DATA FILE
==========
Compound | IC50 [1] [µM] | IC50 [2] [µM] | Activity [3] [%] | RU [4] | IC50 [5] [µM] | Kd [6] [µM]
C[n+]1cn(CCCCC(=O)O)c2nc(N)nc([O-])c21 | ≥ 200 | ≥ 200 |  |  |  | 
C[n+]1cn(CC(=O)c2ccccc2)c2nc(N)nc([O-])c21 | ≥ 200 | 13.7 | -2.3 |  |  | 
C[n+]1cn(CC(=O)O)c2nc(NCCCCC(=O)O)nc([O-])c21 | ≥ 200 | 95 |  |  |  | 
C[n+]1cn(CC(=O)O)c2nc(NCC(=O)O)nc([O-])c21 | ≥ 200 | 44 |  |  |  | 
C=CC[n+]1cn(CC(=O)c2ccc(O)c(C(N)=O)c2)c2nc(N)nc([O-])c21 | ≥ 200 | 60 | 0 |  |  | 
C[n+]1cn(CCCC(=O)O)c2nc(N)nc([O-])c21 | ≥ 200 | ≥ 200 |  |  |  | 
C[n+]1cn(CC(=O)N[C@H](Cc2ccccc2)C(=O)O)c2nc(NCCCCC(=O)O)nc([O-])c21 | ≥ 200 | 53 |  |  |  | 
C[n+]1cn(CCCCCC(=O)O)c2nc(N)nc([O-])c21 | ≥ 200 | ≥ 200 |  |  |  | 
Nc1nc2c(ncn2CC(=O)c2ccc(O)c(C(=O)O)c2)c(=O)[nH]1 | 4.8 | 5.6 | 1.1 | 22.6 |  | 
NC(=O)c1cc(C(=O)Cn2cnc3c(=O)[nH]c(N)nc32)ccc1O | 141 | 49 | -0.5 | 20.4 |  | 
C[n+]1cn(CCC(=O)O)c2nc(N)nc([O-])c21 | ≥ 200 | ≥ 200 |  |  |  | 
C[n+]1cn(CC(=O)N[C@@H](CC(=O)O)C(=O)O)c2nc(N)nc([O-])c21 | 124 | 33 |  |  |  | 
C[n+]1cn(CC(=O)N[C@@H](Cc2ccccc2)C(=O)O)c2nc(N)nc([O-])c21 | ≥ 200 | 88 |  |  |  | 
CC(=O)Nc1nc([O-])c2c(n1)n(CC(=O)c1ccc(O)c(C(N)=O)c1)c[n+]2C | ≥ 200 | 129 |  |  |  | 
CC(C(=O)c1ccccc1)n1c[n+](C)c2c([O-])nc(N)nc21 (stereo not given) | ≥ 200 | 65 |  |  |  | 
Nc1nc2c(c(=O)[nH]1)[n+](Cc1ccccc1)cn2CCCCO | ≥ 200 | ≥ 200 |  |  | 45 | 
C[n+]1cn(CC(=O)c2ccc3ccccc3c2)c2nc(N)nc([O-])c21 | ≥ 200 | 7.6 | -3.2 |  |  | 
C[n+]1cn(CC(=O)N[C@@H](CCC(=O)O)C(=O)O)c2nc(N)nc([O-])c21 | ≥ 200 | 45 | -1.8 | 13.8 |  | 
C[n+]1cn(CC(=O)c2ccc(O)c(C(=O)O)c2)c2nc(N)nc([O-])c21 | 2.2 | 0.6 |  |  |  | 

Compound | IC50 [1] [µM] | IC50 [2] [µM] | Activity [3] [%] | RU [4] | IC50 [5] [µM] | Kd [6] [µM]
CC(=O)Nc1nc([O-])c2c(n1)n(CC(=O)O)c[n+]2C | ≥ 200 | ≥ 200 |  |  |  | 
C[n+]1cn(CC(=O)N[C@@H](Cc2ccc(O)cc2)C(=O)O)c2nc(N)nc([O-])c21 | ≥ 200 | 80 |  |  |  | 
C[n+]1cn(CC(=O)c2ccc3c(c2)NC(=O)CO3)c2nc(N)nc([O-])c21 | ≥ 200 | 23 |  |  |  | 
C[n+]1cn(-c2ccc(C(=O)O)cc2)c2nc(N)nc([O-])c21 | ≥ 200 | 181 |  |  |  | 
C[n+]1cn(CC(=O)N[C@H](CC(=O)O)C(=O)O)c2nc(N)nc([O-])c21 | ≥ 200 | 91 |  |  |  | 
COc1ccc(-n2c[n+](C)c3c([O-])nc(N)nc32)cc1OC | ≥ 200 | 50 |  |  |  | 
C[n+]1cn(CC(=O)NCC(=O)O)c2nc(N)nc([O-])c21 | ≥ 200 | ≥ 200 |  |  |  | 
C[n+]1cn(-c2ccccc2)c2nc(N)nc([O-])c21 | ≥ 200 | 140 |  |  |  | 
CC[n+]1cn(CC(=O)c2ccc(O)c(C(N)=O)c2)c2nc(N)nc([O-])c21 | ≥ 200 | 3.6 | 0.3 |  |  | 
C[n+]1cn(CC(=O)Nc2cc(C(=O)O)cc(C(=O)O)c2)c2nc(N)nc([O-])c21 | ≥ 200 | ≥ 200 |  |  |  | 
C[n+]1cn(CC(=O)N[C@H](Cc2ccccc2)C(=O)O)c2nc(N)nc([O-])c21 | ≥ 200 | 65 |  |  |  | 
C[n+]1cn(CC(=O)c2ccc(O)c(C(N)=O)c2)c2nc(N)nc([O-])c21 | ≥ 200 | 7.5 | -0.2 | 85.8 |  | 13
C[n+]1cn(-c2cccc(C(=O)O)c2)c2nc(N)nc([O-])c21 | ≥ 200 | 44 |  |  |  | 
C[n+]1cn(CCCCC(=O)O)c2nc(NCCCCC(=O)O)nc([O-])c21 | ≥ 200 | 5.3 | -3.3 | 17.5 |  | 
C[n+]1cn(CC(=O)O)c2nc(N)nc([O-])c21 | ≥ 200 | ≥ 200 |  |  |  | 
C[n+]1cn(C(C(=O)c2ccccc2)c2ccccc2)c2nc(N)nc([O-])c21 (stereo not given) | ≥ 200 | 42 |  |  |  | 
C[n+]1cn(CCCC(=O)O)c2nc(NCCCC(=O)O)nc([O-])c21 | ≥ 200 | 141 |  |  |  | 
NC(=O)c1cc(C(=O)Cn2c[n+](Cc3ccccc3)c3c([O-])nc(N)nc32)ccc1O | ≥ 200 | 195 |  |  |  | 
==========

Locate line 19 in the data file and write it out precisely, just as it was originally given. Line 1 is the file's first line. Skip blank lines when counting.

C[n+]1cn(CC(=O)N[C@@H](CCC(=O)O)C(=O)O)c2nc(N)nc([O-])c21 | ≥ 200 | 45 | -1.8 | 13.8 |  | 